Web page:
Are you taking vitamin D? Are you taking magnesium at the same time? Wondering what is the connection? It is a very strong connection. Let’s find out why.
You probably already know the role vitamin D in helping the body to absorb calcium and in maintaining strong, healthy bones. Emerging studies are shedding light on its other important roles and tell us that there is more to this bone-healthy vitamin. It appears vitamin D not only gives us strong bones, prevents osteoporosis and reduces the risk of fractures as we age, but it also boosts immunity and prevents many chronic ailments.
Health care providers are well aware of this. Almost every doctor routinely prescribes high doses of vitamin D. But, why is it that for some people the level of Vitamin D remains chronically low even after supplementing with mega doses?
Well, it is because most of us are using it in entirely the wrong way. It is because there is something missing, making the picture incomplete.
What most doctors won’t tell (or don’t comprehend) is that your body won’t be able to absorb vitamin D if it is low on magnesium. In yet another classic example of how nutrients don’t work alone, lets dig a little deeper into how magnesium plays an interesting role in Vitamin D metabolism.
Magnesium and Vitamin D: Synergetic workings of nutrients
Magnesium is a very important mineral involved in firing up more than 300 bio-chemical reactions in the body. This versatile mineral plays a particularly integral role in ATP (energy) production and utilization, and in transporting calcium and potassium ions across cell membranes required for maintaining healthy nerve transmission, muscle contraction and heart rhythm. It also helps the body to deal with stress. What is lesser known is that magnesium is also involved in Vitamin D production and metabolism.
- Magnesium converts Vitamin D – obtained through any source like sunlight, food or supplements – to its active form, calcitriol.
- Magnesium is also an important co-factor player for all the enzymes needed to metabolize Vitamin D.
It is simple. Today, magnesium deficiency is an even more critical issue as modern farming practices have depleted the soil of its magnesium content, which has declined significantly in the past few decades. On top of that, the modern life style of many people involves chronic stress, a prevalence of chronic diseases and a dependence on filtered water and processed foods. This has further exacerbated the situation thereby leading to chronic, wide-spread magnesium deficiency.
Since magnesium is required to convert vitamin D into an active usable form in the blood, without enough magnesium the vitamin D we do have will extract the much-needed mineral from its storage sites such as muscles and bones – leading to an even greater deficiency.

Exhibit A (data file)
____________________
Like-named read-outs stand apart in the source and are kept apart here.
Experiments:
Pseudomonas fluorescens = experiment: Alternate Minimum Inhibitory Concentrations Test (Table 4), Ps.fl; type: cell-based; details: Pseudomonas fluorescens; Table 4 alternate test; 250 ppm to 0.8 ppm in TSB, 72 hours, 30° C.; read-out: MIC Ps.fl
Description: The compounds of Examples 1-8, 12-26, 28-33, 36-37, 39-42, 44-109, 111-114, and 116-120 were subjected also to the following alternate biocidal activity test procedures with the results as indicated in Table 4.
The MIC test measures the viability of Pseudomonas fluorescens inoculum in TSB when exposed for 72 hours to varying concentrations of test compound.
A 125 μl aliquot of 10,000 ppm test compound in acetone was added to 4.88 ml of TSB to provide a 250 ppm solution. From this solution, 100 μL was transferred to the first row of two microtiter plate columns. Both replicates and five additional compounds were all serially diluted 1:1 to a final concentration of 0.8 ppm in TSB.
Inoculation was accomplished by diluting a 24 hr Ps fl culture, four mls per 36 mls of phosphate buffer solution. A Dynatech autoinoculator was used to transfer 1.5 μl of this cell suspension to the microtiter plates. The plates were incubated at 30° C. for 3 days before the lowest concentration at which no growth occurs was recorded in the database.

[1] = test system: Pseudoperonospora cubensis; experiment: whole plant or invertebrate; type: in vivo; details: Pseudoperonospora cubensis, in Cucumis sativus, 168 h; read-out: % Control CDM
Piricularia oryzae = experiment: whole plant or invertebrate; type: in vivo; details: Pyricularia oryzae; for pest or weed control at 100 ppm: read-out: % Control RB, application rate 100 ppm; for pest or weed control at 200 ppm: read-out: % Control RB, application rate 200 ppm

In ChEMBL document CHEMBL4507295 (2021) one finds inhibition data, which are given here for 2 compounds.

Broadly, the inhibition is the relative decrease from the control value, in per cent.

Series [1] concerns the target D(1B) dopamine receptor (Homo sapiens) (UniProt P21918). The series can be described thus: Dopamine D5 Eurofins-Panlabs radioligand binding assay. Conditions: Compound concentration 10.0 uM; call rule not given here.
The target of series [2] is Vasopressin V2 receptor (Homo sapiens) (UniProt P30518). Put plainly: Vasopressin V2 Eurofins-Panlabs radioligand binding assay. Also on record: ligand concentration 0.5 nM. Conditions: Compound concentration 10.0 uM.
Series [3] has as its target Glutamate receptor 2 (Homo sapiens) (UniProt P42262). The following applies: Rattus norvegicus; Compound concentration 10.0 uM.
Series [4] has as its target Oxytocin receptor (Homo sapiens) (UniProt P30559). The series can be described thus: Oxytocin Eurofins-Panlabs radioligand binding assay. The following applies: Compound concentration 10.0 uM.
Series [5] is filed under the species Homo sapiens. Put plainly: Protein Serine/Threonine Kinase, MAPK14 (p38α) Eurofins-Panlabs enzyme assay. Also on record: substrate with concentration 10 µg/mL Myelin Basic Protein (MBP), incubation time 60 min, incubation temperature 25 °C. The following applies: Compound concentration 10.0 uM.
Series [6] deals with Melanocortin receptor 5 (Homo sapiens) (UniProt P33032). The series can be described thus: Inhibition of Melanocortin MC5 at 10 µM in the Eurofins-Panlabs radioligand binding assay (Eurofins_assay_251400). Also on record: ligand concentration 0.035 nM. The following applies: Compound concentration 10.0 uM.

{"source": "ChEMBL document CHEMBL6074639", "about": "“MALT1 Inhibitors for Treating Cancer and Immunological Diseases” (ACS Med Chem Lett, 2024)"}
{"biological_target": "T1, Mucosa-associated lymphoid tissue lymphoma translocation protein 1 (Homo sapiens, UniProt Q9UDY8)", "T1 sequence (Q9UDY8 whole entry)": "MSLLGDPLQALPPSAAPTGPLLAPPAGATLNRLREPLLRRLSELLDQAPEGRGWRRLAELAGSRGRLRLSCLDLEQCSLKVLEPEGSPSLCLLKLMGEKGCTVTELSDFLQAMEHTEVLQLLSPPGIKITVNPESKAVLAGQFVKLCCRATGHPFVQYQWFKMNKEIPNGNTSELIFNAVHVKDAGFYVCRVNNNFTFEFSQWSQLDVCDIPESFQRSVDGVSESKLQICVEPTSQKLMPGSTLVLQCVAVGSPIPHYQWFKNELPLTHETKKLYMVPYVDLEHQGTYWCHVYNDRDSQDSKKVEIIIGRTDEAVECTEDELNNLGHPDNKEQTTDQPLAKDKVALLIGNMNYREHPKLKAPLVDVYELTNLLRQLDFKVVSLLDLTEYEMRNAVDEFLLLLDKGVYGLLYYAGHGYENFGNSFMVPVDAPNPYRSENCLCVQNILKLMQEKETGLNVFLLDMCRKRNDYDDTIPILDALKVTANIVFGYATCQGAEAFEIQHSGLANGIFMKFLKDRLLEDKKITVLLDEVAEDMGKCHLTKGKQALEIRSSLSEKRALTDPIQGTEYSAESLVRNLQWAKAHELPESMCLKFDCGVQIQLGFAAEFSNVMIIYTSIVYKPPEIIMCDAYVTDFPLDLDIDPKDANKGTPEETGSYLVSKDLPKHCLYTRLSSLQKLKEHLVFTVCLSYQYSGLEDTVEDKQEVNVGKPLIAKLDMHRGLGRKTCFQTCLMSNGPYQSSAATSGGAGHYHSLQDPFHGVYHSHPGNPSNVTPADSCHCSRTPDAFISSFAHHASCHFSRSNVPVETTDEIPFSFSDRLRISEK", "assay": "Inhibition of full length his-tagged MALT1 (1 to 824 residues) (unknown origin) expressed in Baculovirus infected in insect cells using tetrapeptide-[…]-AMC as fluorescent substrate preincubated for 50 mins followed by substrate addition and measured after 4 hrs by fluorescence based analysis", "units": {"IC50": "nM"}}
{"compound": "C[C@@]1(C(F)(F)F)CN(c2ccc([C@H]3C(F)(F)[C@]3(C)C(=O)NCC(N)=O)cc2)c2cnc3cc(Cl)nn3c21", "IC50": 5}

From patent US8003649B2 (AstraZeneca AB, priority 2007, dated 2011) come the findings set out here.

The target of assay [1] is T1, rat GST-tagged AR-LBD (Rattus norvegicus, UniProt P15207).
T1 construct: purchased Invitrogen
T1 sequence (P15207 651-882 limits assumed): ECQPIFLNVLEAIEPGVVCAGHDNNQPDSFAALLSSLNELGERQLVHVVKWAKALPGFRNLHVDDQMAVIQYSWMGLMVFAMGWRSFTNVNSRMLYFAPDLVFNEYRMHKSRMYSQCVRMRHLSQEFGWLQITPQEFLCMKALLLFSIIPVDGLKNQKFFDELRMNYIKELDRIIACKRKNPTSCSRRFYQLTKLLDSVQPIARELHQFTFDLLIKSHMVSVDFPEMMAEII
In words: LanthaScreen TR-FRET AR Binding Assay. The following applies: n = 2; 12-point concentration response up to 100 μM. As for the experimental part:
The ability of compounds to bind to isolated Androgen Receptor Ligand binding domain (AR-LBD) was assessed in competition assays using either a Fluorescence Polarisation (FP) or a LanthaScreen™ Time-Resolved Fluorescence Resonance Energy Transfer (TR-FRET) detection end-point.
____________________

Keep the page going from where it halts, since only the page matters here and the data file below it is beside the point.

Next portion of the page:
When you are already taking large doses of Vitamin D but your blood work fails to show healthy levels, it is most likely due to magnesium deficiency and not due to any vitamin D absorption problems, as popularly believed.
Another important angle to Magnesium-Vitamin D dependency is how magnesium also helps in regulating calcium levels in the body. As it is, calcium supplementation is surrounded by a lot of hype and much of it is bordering on negative with more and more studies showing that calcium supplements do more harm than good in the long-run. Excessive calcium build-up in the blood and soft tissues is not good. This abnormal calcification in the body is associated with muscle cramps, kidney stones, osteoporosis, arthritis and even hardening of arteries, one of the major risk factors for the onset and progression of cardiovascular disease.
Magnesium keeps an eye on calcium levels in the body. It allows calcium as well as potassium to enter and exit the cells when needed. It also works along with thyroid and parathyroid glands to regulate calcium levels in the blood and also keeps calcium dissolved in the blood.
Dr. Carolyn Dean further explains the role of magnesium in bone health: "It is vitally important that studies on the efficacy of vitamin D and calcium in relation to bone health are not done in isolation in the absence of magnesium. The fact that magnesium works synergistically with vitamin D and calcium by stimulating the specific hormone calcitonin—which helps to preserve bone structure and draws calcium out of the blood and soft tissues back into the bones, preventing osteoporosis, some forms of arthritis and kidney stones— cannot be overlooked."
So, while the combination of calcium and vitamin D is indeed important for healthy bone building and maintenance, it is also true that this magic pair of nutrients would be without its tricks unless sufficient magnesium levels are maintained. In fact, there could be negative consequences if one keeps supplementing with vitamin D and calcium but is magnesium deficient.
Coming back to the crux of this issue, if you are taking Vitamin D, ensure you are taking magnesium too. It is important to keep the balance between these two vital nutrients, and is much more important than keeping a tab on their individual levels. Taking high doses of Vitamin D without magnesium will only lead to Vitamin D toxicity and more symptoms associated with magnesium deficiency.
- Carolyn Dean, M.D., N.D. Magnesium Is Crucial for Bones. The Huffington Post